Quantum Or Not, New Supercomputer Is Certainly Something Else
Originally published on Wed May 22, 2013 9:33 am
It's exactly the sort of futuristic thinking you'd expect from Google and NASA: Late last week, the organizations announced a partnership to build a Quantum Artificial Intelligence Lab at NASA's Ames Research Center.
But questions surround the new type of computer at the lab's core. D-Wave systems, the company that makes the machine, says it is a quantum computer — a machine that runs on the strange laws of quantum mechanics. But although the computer can solve a certain type of problem much faster than conventional computers, critics say that the company's claims are not supported by scientific evidence.
"It's not exactly science, what they're doing," says Christopher Monroe, a physicist with the Joint Quantum Institute at the University of Maryland. "It's high-level engineering, and I think it's high-level salesmanship, too."
The quantum computer is a giant black box, or more precisely, a black cube approximately 10 feet on a side. Inside is a refrigeration system that chills the guts to near absolute zero, and shields the workings to protect them from external radiation.
In this rarefied environment, the laws of quantum mechanics can come into effect. These quantum rules are pretty strange. Particles can be in two opposite states at once, and they can be intrinsically tied together through a process known as "entanglement." For example, two quantum coins could be in a state of heads and tails simultaneously, as though they were flipping through the air. If the two coins were entangled, reading "heads" on one after the flip would instantly tell you that the other was heads — even if it were on the other side of the galaxy.
The D-Wave Two computer has 512 quantum "bits," or units of information, in its supercooled central processor that can be entangled together, according to the company. The entanglement allows the computer to do things that a conventional computer can't. In particular, it's good at choosing between many different solutions to a problem, according to Geordie Rose, D-Wave's chief technology officer.
Here's (roughly) how it works: Just like quantum coins, the quantum bits exist in two states at once, and because they are entangled, that means the entire chip is simultaneously in many different configurations of "heads and tails." The quantum computer, in a sense, simultaneously tries every answer imaginable before settling on an efficient one. Running the computer just a few times will give a subset of highly efficient solutions. By contrast, a conventional computer would have to individually test millions or billions of solutions to find the right answer.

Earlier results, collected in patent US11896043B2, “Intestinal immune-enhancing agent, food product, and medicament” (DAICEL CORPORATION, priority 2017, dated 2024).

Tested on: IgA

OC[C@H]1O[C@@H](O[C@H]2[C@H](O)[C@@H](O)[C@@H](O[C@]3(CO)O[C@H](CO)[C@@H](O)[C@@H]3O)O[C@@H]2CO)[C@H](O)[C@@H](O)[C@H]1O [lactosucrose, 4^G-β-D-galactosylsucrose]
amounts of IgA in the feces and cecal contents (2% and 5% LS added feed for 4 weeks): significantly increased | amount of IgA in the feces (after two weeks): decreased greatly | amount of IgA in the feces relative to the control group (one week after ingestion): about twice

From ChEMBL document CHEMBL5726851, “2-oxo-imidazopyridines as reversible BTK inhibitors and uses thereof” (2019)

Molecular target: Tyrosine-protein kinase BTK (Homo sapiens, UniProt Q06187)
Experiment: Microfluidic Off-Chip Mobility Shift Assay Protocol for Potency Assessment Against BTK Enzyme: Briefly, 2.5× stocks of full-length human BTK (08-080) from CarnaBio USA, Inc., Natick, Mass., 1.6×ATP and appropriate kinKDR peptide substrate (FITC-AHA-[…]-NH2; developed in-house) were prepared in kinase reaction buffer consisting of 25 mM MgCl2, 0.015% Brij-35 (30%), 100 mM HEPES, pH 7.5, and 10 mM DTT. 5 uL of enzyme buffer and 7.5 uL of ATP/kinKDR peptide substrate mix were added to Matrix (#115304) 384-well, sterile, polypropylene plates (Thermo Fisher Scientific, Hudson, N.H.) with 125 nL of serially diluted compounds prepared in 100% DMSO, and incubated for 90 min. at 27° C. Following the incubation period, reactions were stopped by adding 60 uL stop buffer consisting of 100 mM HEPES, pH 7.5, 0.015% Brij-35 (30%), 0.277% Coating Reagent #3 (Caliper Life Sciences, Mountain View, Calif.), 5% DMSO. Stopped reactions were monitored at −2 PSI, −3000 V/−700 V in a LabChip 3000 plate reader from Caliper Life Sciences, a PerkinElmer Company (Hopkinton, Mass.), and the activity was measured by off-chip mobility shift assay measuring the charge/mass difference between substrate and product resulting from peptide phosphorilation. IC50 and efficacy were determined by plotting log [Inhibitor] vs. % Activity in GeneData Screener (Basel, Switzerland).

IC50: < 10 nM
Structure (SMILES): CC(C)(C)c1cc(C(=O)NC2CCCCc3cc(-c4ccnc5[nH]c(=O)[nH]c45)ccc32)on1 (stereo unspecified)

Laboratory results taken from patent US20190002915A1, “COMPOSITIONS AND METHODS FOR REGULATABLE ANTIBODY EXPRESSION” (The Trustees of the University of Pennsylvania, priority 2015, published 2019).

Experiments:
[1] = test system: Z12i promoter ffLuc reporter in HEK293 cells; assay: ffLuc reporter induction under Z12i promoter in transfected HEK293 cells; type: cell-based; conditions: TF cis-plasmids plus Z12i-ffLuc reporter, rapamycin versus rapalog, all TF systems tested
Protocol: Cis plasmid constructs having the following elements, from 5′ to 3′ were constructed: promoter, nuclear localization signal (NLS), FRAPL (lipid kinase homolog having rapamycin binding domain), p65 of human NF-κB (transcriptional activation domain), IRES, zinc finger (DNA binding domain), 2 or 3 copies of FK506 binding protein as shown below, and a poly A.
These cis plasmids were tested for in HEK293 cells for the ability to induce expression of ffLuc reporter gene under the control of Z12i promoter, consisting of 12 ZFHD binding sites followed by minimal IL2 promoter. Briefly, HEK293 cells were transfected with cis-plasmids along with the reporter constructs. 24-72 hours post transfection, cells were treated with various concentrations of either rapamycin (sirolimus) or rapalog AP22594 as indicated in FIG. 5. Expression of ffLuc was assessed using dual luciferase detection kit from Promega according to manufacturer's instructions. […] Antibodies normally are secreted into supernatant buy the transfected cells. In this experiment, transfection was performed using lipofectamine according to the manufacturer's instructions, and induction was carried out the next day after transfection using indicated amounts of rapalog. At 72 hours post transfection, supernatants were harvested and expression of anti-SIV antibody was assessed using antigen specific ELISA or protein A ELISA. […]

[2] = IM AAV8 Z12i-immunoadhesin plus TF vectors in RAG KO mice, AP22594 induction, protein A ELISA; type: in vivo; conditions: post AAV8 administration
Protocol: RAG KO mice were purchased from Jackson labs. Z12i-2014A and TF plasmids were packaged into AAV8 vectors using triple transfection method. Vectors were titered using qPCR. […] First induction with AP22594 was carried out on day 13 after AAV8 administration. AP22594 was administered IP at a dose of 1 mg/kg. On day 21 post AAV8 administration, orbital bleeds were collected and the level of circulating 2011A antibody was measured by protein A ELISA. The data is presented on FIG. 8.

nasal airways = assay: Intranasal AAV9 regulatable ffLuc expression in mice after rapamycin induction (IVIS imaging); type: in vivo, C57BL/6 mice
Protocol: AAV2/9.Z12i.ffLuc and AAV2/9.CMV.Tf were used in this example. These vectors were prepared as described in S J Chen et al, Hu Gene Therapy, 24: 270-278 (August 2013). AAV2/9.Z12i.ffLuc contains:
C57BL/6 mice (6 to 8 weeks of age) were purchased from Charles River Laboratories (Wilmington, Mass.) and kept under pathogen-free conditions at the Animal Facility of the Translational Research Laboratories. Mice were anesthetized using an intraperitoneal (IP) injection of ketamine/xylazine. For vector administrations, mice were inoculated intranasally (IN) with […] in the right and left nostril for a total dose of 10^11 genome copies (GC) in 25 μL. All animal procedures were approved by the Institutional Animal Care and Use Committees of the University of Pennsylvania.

Rose says that the new machine won't always be better than a regular computer, but for machine learning and searching — activities both Google and NASA are interested in — the D-wave's computer could be far more effective.
"The best answer, or the highest or the lowest or the smallest or the meatiest ... no matter what," Rose says. "If it's got an '-iest' at the end and you can write down a mathematical equation for what you mean about that, then you can attack it with one of our machines."
But proving exactly what D-Wave's computer does is tricky. Quantum states are highly sensitive to outside intrusion. The very act of trying to measure entanglement can easily destroy it.
There is solid evidence that the D-Wave machine is unusual. New research by computer scientist Catherine McGeoch at Amherst College suggests it can solve one particular kind of problem thousands of times faster than a regular computer. But McGeoch adds that the D-Wave Two was not measurably faster at solving two other types of problems tested.
And work from the lab of John Martinis, a researcher at the University of California, Santa Barbara, also seems to hint at quantum processes at work inside D-Wave's previous generation of quantum chip, the D-Wave One.
But Monroe remains skeptical. He believes that the D-Wave team has never demonstrated that entanglement is happening on the chips in its machine. He believes that D-Wave's supposedly quantum bits are actually working instead as tiny electromagnets. Those magnets, Monroe believes, could be interacting in ways to solve a certain problem very quickly without quantum mechanics. "There's no evidence that what they're doing has anything to do with quantum mechanics," he says. If he's right, then D-Wave's machine may be far more narrow in its abilities than the company believes.